Gardens by the Bay (Part I)

posted in: Nature, Singapore | 0

The Gardens by the Bay, the Sky Dome and the Flower Dome are really well known Singaporean attractions for a good reason, they are absolutely gorgeous. You can stroll around for hours. To make the best of it, I would bring a good book and a picnic and just relax there. Could be a good place to go the day after landing from a long flight for example.

(Yep, that’s one of the rare pictures I have of myself! On this one I am on the skywalk.)

Also, there seem to be special exhibitions and events regularly at the Gardens by the Bay. I would recommend checking the schedule on their website here, as you might even be able to catch a special performance.
(The giant treelike structures)

Most travelers will go see the air walk connecting the giant rainforest “sculptures” covered in rainforest plants of the Gardens before heading on to the Domes. There is no problem doing that, but let’s not forget that there is much more to the Gardens than the giant “trees”. You can walk along the water in the direction opposite to the Domes and there, unexpectedly, you will see amazing sculptures. Some people can stay at beaches for whole days, if you are a garden type of person, you could probably do the same here.

From the Gardens, you can head on to the domes simply by following the path signs. I was told to do the Flower Dome first, but to be honest I don’t know if it was merely a matter of population control, because I am under the impression that doing it in a particular order doesn’t really enhance your experience.
(View from the skywalk)

The Flower Dome is consistent with very organized manners of Singaporeans, with very distinct gardens labelled in a way that leaves no room for confusion. There was a “Mediterranean Garden” and a “Californian Garden”, among others, but there was no “Canadian Garden” much to my dismay. If I had to create a Canadian Garden for the Flower Dome, I would go all in layers, with portions more elevated then others. I would have a small waterfall, a pond and some ornamental stones. It would probably have some ornamental evergreen, irises, lilies, hyacinths, lavender, crocus and some herbs such as rosemary and basil. If I had to add trees, I would probably go for some sort of fruit tree (most likely an apple tree) as well as a lilac tree. Then again, maybe none of the plants I have named are endemic to Canada… Gardening is not really my strong point.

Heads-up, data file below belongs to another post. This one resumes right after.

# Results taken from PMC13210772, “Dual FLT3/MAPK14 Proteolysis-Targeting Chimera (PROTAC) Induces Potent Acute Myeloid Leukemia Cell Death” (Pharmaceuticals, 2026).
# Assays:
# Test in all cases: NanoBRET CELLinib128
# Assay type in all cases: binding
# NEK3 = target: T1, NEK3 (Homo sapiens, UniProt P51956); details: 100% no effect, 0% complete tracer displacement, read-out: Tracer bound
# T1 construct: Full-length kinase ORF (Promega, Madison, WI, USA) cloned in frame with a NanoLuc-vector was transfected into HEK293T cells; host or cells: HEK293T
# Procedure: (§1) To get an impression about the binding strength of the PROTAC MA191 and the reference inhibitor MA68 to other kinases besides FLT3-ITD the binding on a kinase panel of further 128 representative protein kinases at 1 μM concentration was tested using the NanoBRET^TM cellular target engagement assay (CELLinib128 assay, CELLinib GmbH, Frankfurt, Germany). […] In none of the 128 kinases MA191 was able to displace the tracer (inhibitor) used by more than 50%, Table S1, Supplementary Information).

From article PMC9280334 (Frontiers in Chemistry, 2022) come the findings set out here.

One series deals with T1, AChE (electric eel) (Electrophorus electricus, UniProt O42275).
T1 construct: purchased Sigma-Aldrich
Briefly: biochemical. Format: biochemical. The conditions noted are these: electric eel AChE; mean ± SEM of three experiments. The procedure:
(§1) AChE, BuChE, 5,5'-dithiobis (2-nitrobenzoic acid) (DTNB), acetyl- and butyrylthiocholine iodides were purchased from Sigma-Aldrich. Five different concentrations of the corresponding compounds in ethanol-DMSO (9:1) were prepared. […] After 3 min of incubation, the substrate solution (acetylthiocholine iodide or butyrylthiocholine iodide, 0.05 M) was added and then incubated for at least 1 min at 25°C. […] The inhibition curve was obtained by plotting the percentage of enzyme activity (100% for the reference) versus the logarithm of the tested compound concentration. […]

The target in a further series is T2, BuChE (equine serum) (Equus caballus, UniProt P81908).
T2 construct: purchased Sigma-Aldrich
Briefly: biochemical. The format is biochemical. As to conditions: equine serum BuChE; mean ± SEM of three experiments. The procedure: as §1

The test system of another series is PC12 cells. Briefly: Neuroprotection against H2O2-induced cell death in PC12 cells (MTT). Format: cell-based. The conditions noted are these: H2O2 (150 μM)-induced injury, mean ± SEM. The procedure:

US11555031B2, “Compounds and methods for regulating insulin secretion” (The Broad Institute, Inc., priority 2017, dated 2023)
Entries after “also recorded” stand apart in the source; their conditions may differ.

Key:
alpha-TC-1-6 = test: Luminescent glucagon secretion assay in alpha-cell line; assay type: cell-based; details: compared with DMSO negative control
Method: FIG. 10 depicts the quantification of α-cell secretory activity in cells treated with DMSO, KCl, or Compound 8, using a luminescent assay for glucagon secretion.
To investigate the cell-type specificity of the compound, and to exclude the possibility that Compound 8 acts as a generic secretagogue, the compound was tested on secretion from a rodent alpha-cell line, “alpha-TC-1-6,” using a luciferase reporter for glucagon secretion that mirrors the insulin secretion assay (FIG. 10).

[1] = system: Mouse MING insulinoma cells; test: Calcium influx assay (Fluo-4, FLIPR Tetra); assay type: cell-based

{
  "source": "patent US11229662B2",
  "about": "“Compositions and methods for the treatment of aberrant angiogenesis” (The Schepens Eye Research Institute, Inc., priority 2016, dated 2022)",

(One of the domes)

A special exhibition on roses was being held when I was there. It displayed numerous types of roses and went into their symbolism and their uses through times going back thousands of years. I had never really taken the time to reflect on this before, but roses have been used for a long time and throughout many cultures.
The Cloud Dome puts a lot of emphasis on the issues our planet, especially its rainforests, is facing today. Your walk takes you inside this tower covered with waterfalls and rainforests plants until you get to a room displaying facts and previsions about climate changes. You can imagine the message is rather grim and I do agree we can’t ignore the problem any longer – we must reduce our footprint. However, I think it would have been better to finish the exhibition with concrete suggestions of measures people can implement in their everyday lives.
(One last look at the “trees”)

You will be able to have a look inside the domes and at the sculptures up stream in my next post. For now though, my question to you: what would you put in a Canadian Garden?

You can get to the Gardens by getting off at Bayfront MRT Station and using Exit B.

Leave a Reply